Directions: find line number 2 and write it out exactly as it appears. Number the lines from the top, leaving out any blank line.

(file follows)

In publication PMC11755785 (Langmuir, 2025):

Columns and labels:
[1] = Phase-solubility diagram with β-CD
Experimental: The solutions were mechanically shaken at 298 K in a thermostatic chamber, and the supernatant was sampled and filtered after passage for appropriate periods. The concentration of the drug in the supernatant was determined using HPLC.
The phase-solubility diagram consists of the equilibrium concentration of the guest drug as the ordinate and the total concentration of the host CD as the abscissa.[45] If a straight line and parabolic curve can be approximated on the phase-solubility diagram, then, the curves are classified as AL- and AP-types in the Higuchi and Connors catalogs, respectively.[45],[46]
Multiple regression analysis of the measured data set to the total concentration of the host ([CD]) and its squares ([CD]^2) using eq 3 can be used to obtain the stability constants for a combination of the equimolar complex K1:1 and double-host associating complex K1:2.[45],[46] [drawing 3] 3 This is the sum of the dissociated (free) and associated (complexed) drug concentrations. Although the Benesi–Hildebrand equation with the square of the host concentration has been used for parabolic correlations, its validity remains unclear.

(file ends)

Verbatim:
Columns and labels: